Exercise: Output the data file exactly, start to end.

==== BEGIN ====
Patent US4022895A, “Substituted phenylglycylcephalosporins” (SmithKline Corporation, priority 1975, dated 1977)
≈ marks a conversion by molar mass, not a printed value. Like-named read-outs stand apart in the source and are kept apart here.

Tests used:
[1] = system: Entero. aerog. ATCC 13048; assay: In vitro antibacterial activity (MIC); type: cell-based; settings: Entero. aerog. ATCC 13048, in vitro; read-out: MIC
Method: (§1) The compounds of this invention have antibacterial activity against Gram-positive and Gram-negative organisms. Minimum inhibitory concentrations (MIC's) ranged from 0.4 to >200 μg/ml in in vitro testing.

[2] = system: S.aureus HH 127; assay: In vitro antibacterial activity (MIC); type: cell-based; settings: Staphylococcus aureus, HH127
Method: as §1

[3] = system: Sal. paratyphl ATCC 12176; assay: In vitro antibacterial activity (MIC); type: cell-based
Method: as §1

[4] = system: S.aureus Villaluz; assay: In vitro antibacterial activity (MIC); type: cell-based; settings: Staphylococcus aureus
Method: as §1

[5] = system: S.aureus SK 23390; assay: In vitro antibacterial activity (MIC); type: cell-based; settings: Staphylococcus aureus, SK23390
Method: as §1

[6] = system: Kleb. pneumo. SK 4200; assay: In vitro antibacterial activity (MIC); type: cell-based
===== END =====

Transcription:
Patent US4022895A, “Substituted phenylglycylcephalosporins” (SmithKline Corporation, priority 1975, dated 1977)
≈ marks a conversion by molar mass, not a printed value. Like-named read-outs stand apart in the source and are kept apart here.

Tests used:
[1] = system: Entero. aerog. ATCC 13048; assay: In vitro antibacterial activity (MIC); type: cell-based; settings: Entero. aerog. ATCC 13048, in vitro; read-out: MIC
Method: (§1) The compounds of this invention have antibacterial activity against Gram-positive and Gram-negative organisms. Minimum inhibitory concentrations (MIC's) ranged from 0.4 to >200 μg/ml in in vitro testing.

[2] = system: S.aureus HH 127; assay: In vitro antibacterial activity (MIC); type: cell-based; settings: Staphylococcus aureus, HH127
Method: as §1

[3] = system: Sal. paratyphl ATCC 12176; assay: In vitro antibacterial activity (MIC); type: cell-based
Method: as §1

[4] = system: S.aureus Villaluz; assay: In vitro antibacterial activity (MIC); type: cell-based; settings: Staphylococcus aureus
Method: as §1

[5] = system: S.aureus SK 23390; assay: In vitro antibacterial activity (MIC); type: cell-based; settings: Staphylococcus aureus, SK23390
Method: as §1

[6] = system: Kleb. pneumo. SK 4200; assay: In vitro antibacterial activity (MIC); type: cell-based